The latest example is the planning application relative to a stretch of land measuring 1273 square metres in Santa Luċija. This land is, until now, an open space within the locality of Santa Luċija.

The late architect Joseph M.Spiteri, who in the late 1950s designed the locality of Santa Luċija from scratch took great care in planning for the needs of a community when he was preparing giving birth to the Santa Luċija locality. As emphasised by his son Dr Stephen C. Spiteri in the publication entitled Joseph M. Spiteri: A Maltese Architect and his work, when designing Santa Luċija, Joe Spiteri ensured that there was plenty of open space and trees. In his ideas Spiteri was undoubtedly influenced by the then prevalent housing design in the United Kingdom: Spiteri placed great emphasis on pedestrianisation and vehicular segregation together with the availability of plenty of open spaces. Environmentalists are still emphasising these points as an essential prerequisite for sustainable living.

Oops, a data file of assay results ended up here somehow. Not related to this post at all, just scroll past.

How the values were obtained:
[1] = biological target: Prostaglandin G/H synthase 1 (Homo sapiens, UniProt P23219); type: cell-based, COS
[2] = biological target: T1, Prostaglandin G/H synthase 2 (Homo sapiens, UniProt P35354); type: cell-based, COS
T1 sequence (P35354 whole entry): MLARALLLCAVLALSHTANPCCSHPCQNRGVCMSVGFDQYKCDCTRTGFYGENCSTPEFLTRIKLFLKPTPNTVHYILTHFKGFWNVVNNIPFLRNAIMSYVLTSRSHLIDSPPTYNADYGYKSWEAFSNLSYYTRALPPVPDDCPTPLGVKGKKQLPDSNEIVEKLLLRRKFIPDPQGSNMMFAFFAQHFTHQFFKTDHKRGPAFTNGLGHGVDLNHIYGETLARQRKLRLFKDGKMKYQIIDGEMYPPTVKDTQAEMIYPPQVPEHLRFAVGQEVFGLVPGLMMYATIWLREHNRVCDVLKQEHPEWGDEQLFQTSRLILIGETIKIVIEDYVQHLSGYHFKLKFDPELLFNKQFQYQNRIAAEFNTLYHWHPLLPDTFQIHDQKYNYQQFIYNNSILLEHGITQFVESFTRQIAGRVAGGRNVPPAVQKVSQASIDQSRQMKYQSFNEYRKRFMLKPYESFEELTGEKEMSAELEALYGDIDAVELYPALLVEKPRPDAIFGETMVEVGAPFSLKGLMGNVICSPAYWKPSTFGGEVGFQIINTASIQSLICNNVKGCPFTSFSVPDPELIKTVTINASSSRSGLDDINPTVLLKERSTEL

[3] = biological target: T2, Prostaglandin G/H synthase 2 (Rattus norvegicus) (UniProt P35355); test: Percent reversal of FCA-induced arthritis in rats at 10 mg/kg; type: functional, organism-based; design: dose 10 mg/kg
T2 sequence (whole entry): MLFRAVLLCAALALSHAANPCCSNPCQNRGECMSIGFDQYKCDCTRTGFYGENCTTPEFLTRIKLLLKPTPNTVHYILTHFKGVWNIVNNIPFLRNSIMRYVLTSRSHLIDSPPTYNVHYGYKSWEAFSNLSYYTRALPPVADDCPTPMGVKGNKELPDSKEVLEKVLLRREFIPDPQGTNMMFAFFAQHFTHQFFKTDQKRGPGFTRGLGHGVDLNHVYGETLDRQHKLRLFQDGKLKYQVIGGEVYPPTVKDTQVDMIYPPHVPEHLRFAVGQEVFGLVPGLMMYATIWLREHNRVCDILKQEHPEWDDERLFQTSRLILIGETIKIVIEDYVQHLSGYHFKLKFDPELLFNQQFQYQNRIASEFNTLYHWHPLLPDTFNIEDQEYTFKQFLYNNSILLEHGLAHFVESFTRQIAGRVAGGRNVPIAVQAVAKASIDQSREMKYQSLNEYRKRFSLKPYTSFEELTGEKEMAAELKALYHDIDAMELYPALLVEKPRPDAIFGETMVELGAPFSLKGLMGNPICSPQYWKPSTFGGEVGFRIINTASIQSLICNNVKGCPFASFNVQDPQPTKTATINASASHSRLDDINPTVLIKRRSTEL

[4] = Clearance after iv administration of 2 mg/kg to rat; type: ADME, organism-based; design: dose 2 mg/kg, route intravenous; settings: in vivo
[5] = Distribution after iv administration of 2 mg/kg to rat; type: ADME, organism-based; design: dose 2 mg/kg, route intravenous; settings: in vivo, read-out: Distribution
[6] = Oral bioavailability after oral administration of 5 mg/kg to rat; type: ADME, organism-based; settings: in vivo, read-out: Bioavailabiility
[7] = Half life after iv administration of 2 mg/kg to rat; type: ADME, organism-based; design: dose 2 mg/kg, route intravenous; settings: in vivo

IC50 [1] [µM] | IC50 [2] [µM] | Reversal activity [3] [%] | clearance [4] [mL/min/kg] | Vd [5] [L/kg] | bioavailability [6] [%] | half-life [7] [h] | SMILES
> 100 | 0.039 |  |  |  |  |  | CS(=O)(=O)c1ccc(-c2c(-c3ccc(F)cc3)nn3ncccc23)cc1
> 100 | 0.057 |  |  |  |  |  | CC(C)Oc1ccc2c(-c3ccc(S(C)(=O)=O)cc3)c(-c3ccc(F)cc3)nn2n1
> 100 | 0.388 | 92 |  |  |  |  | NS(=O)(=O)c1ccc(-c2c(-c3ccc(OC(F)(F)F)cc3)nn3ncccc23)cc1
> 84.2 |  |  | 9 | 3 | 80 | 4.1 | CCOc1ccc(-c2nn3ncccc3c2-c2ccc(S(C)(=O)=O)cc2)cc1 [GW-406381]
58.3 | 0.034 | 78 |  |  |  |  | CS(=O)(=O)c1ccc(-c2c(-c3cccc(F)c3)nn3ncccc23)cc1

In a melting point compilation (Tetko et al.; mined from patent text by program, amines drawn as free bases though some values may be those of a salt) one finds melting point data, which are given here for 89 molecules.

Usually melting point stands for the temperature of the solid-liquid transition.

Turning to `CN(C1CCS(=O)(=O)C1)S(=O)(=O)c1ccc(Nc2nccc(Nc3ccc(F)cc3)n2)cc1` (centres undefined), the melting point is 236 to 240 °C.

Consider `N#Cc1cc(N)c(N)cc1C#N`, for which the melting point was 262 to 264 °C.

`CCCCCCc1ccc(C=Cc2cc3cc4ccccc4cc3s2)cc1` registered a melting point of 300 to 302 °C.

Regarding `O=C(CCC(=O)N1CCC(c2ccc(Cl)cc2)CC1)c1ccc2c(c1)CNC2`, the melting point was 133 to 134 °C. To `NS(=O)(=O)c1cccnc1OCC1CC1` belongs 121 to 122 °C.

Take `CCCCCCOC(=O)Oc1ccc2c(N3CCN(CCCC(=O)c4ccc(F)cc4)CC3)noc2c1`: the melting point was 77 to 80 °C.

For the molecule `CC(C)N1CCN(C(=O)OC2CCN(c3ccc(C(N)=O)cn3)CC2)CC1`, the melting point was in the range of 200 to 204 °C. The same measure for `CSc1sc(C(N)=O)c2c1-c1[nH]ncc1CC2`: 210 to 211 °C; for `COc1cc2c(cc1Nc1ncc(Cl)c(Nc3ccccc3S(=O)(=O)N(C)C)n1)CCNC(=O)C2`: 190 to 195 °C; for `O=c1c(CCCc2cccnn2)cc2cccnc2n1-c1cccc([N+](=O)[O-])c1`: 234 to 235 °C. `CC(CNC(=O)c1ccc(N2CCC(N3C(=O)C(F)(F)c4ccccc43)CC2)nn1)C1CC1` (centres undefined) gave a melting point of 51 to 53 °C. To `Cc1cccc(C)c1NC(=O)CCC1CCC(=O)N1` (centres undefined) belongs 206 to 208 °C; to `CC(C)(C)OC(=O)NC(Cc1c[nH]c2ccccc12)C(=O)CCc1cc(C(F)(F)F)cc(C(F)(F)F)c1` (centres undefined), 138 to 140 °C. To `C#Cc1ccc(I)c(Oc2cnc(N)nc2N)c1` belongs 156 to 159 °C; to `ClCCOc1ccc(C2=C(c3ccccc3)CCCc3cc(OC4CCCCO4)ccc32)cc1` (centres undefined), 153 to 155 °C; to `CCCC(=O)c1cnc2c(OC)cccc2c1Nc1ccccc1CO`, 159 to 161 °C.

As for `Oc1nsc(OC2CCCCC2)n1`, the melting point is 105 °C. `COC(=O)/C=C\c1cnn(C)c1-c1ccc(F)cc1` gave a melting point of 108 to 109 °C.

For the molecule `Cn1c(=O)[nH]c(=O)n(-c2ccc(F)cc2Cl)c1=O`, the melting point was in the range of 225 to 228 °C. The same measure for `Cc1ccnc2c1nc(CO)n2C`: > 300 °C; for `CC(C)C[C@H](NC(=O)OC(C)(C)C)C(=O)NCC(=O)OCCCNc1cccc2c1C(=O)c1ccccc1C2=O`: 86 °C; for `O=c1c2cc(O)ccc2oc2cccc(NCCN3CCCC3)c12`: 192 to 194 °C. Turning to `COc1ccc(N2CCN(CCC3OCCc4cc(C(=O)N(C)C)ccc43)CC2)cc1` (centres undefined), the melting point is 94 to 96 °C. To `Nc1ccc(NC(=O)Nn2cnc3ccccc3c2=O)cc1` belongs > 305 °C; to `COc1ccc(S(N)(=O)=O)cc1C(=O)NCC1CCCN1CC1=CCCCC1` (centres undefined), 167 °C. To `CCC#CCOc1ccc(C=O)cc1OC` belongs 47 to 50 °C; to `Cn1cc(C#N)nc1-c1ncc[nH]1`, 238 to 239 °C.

The ideas pioneered by Architect Joseph Spiteri in Santa Luċija as a result of which open space around residential areas was considered as an essential contributor to enhancing the quality of life of all were unfortunately discarded over the years in housing design in the Maltese islands. Instead, we were offered intensive development of land aimed at maximising profits along the whole building development chain. Our quality of life was exchanged with healthy bank accounts.

The creation of an environment conducive to the creation of a sustainable living space has unfortunately been abandoned. The objective to be in harmony with our surroundings was abandoned.